Having Vivienne time isn't easy. We both have full-time jobs, and between us we have a bunch of kids that have all sorts of things on: school, sports, music, social lives, you name it. However, there has been a series of days where I have managed to get some completely free time. It was time--it was past time--for Vivienne to get out and about.
My partner Missy could see that I had been getting cranky because I was feeling increasingly feminine, but had no opportunities to express it. So she asked me what I wanted to do. The top item on the bucket list was to go dressed to the cinema, so that's what we did.
|Please turn your phone to silent.|
Missy helped me to pick out an outfit which would work. My tendency is to do more. More makeup! More nails! More shoes! She suggested that I tone it down to an outfit which a woman would actually wear, and she had a really good point. I've pointed out before how I tend to become voracious when dressing after a drought.
I am naturally aiming for a compromise with both my outfit and makeup. In one direction, there is too much, and I look like a clown, or a bad drag queen, or a caricature of a woman. In the other direction, there is too little, and I look like a man. Somewhere in the middle is a sweet spot, where I can look, if not exactly like a woman, at least like someone who is trying to make a go of looking like one. Previously I only had my own frame of reference to guide my choices; now I have Missy's sensible viewpoint.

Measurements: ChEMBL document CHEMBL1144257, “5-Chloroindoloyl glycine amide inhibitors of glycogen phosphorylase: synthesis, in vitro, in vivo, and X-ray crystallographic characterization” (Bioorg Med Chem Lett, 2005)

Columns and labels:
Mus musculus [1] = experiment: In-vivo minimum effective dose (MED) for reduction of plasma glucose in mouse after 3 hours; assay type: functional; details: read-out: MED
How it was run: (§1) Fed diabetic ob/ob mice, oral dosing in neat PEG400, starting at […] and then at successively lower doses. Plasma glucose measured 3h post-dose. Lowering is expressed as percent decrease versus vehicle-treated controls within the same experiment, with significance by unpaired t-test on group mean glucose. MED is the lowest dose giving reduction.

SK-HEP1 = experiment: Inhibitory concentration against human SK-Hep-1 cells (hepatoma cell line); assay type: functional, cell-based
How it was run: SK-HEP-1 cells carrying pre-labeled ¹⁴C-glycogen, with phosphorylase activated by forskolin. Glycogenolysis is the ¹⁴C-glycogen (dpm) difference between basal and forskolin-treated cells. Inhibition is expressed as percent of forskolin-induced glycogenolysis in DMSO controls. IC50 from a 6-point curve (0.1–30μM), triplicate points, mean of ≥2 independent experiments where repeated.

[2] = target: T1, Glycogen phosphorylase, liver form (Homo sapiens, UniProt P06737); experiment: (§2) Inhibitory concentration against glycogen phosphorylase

I felt completely comfortable until we got to the mall and I got out of the car. Suddenly I was aware that everyone's eyes would be on me. This wasn't a frightening sensation, but probably the sensation that the meerkat has when out on the Kalahari desert. We walked into the cinema. Missy ordered the tickets, and I stood behind. The attendant (a woman) spotted my nails, and said they were lovely. I was taken aback by this sudden compliment, having been out for a total of about ten minutes. "Thank you!" I responded. Then she looked at me, having not really looked at me at all. She must have clocked my man-voice, and I braced myself for some sign of discomfort, but there was none. (Missy chided me jokingly for my deep manly voice, but I don't have a fem voice, and I was totally unprepared!)